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No, Philly Doesn’t Need to Cure Poverty to Reduce Crime

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No, Philly Doesn’t Need to Cure Poverty to Reduce Crime

The Philadelphia Inquirer June 25, 2019
Urban PolicyCrime

With the weekend fast approaching, many Philadelphia residents are probably looking forward to backyard barbeques, Sunday softball league games, or boozy brunches with friends. Others, however—particularly those in the city’s most dangerous neighborhoods—are likely bracing themselves for violence.

Last weekend, 11 people were wounded in eight shootings in Philadelphia. And the weekend before, the city of brotherly love saw 19 shootings, which killed five and wounded 28. It was a particularly violent two days in which one man was killed at a graduation party, and a woman was murdered in a north side deli. The carnage prompted some state lawmakers to call for a declaration of state emergency.

Perhaps the most frustrating response, though, came from the city’s controversial district attorney, Larry Krasner. Elected on a platform of criminal justice reform—as opposed to public safety—Krasner took to Twitter last Monday, not to explain how he as one of the city’s chief law enforcement officials would help to address the city’s crime problem, but to argue that the solution lies in addressing crime’s “root causes.”

“This weekend’s tragic, alarming gun violence,” said Krasner “underscores why we must address the root causes of this public health crisis: Poverty, hopelessness, and a lack of gun control …”

Having recently re-read James Q. Wilson’s Thinking About Crime, I am regularly frustrated by how little progress has been made in the debate about crime in America. The book, which helped influence the crime-fighting revolution that took place in cities across America (especially New York), dedicates an entire chapter to explaining why addressing root causes is not a prerequisite for crime reduction. 

Perhaps the strongest evidence supporting Wilson’s argument as to “root causes” is the drastic and long-lasting crime decline experienced in New York City between 1990 and 2018, a period during which annual homicides went from 2,262 to 295. And with that decline in mind, I can’t help but wonder: Why is it you never hear people like Mr. Krasner offer a “root causes” explanation for the Big Apple’s violent crime decline? After all, if addressing root causes like poverty is the only way to reduce crime, surely we would have seen a drastic improvement in the Big Apple’s poverty rate during that period. Well, we didn’t.

Some might be quick to point out that Philadelphia’s poverty rate for 2017 (26 percent) was higher than New York’s (19 percent); but the latter’s poverty rate has been essentially steady for over a decade. Indeed, New York’s 2016 poverty rate (19.5 percent) was actually slightly higher than it was in 1989 (18.8 percent), when violent crime was an exponentially bigger problem.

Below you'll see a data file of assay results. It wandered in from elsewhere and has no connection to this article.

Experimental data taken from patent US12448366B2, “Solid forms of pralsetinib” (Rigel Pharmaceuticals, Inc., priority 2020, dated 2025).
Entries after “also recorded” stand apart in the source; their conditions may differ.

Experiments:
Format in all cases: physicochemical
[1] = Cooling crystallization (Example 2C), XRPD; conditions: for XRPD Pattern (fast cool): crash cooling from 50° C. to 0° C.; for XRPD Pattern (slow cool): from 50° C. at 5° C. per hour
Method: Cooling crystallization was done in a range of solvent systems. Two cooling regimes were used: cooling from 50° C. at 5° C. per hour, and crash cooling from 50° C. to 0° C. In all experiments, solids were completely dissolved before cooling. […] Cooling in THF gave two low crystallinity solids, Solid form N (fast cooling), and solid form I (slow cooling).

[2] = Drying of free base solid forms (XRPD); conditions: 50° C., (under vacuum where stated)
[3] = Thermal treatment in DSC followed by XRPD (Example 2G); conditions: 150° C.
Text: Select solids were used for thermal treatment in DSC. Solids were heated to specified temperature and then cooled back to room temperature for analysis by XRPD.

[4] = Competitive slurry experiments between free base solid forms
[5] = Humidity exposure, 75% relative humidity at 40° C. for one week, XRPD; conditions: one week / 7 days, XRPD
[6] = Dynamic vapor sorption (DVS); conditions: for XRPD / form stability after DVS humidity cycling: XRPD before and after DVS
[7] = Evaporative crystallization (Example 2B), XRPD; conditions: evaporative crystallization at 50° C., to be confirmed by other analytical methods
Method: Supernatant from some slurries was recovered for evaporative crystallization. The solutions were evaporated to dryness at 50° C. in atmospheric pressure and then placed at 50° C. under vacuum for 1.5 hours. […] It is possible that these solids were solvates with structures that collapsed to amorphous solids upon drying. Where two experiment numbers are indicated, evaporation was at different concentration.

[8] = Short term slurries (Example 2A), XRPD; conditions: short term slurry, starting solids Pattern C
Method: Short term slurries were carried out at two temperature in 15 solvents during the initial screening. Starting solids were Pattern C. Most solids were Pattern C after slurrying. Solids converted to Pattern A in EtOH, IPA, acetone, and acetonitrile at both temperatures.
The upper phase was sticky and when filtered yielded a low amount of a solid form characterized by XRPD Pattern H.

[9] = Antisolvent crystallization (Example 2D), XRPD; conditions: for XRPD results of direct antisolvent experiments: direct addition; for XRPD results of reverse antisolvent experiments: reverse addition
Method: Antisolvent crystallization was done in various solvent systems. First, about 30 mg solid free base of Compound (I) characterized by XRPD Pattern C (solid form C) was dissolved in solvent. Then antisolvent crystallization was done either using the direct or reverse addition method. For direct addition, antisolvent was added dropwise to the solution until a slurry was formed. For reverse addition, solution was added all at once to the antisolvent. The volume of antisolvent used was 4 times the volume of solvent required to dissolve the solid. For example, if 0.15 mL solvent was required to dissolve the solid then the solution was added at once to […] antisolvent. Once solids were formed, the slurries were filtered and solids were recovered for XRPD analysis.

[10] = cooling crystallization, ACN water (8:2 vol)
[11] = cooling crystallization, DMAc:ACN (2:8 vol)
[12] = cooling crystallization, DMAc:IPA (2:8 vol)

Moreover, Philadelphia’s poverty rate has remained essentially steady since 2006, and was higher in 2011 (28.4 percent) when there were fewer murders than there were last year in the city.

Now, it’s true that New York State’s gun laws (the other “root cause” according to Krasner) are indeed stricter than Pennsylvania’s. However, there is little evidence that this explains why Philadelphia is experiencing so much violent crime. Pennsylvania’s gun laws are not materially more permissive than those in, say, Texas or Nevada; yet Philly’s per 100,000 murder rate for 2018 (19.8) was higher than those of Las Vegas (8.6); Houston (11.8); Austin (3.5); Fort Worth (6.3); El Paso (2.5); and Dallas (13.4).

It seems clear that James Q. Wilson was right when he wrote, “If human behavior is shaped by the tangible utility of alternative courses of action, then there is little reason to assume that it will be shaped only by those utilities called ‘jobs’ and not also by those called ‘penalties.’”

Given his response to the city’s recent violence, and his notorious support for large-scale decarceration, it seems this is a lesson Krasner (and other members of the “progressive” prosecutor movement) seem to have either missed or forgotten. In cities like Chicago, Baltimore, and, yes, Philadelphia, it shows.

This piece originally appeared at The Philadelphia Inquirer

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Rafael A. Mangual is a fellow and deputy director for legal policy at the Manhattan Institute. Follow him on Twitter here

Photo by tupungato/iStock

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